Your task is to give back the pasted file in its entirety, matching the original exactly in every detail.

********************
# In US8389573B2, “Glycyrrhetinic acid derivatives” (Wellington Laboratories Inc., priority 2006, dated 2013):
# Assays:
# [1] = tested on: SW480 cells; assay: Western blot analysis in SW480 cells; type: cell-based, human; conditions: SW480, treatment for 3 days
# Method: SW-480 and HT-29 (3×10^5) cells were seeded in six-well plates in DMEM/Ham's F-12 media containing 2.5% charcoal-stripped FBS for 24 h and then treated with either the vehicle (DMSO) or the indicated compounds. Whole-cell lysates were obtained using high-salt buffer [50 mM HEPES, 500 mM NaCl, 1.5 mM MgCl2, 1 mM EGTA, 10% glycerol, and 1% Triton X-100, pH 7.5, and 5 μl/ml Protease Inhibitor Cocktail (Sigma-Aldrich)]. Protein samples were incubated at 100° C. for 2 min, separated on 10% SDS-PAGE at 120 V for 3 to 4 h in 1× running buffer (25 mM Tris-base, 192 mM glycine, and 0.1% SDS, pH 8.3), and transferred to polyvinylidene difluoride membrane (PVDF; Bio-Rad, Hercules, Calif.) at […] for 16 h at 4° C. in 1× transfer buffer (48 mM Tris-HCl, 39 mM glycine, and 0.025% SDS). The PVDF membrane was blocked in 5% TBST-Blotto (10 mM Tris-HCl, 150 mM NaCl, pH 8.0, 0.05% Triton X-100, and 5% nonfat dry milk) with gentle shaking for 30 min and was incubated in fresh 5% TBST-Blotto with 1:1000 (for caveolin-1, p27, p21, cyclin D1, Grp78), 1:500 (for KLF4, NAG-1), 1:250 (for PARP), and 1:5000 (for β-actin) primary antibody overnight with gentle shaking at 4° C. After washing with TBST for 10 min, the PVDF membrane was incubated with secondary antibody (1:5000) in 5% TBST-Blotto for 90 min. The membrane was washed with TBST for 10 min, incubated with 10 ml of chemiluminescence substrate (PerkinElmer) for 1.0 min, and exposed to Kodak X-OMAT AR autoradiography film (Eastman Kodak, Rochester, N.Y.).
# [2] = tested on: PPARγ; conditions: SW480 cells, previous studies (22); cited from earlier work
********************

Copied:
# In US8389573B2, “Glycyrrhetinic acid derivatives” (Wellington Laboratories Inc., priority 2006, dated 2013):
# Assays:
# [1] = tested on: SW480 cells; assay: Western blot analysis in SW480 cells; type: cell-based, human; conditions: SW480, treatment for 3 days
# Method: SW-480 and HT-29 (3×10^5) cells were seeded in six-well plates in DMEM/Ham's F-12 media containing 2.5% charcoal-stripped FBS for 24 h and then treated with either the vehicle (DMSO) or the indicated compounds. Whole-cell lysates were obtained using high-salt buffer [50 mM HEPES, 500 mM NaCl, 1.5 mM MgCl2, 1 mM EGTA, 10% glycerol, and 1% Triton X-100, pH 7.5, and 5 μl/ml Protease Inhibitor Cocktail (Sigma-Aldrich)]. Protein samples were incubated at 100° C. for 2 min, separated on 10% SDS-PAGE at 120 V for 3 to 4 h in 1× running buffer (25 mM Tris-base, 192 mM glycine, and 0.1% SDS, pH 8.3), and transferred to polyvinylidene difluoride membrane (PVDF; Bio-Rad, Hercules, Calif.) at […] for 16 h at 4° C. in 1× transfer buffer (48 mM Tris-HCl, 39 mM glycine, and 0.025% SDS). The PVDF membrane was blocked in 5% TBST-Blotto (10 mM Tris-HCl, 150 mM NaCl, pH 8.0, 0.05% Triton X-100, and 5% nonfat dry milk) with gentle shaking for 30 min and was incubated in fresh 5% TBST-Blotto with 1:1000 (for caveolin-1, p27, p21, cyclin D1, Grp78), 1:500 (for KLF4, NAG-1), 1:250 (for PARP), and 1:5000 (for β-actin) primary antibody overnight with gentle shaking at 4° C. After washing with TBST for 10 min, the PVDF membrane was incubated with secondary antibody (1:5000) in 5% TBST-Blotto for 90 min. The membrane was washed with TBST for 10 min, incubated with 10 ml of chemiluminescence substrate (PerkinElmer) for 1.0 min, and exposed to Kodak X-OMAT AR autoradiography film (Eastman Kodak, Rochester, N.Y.).
# [2] = tested on: PPARγ; conditions: SW480 cells, previous studies (22); cited from earlier work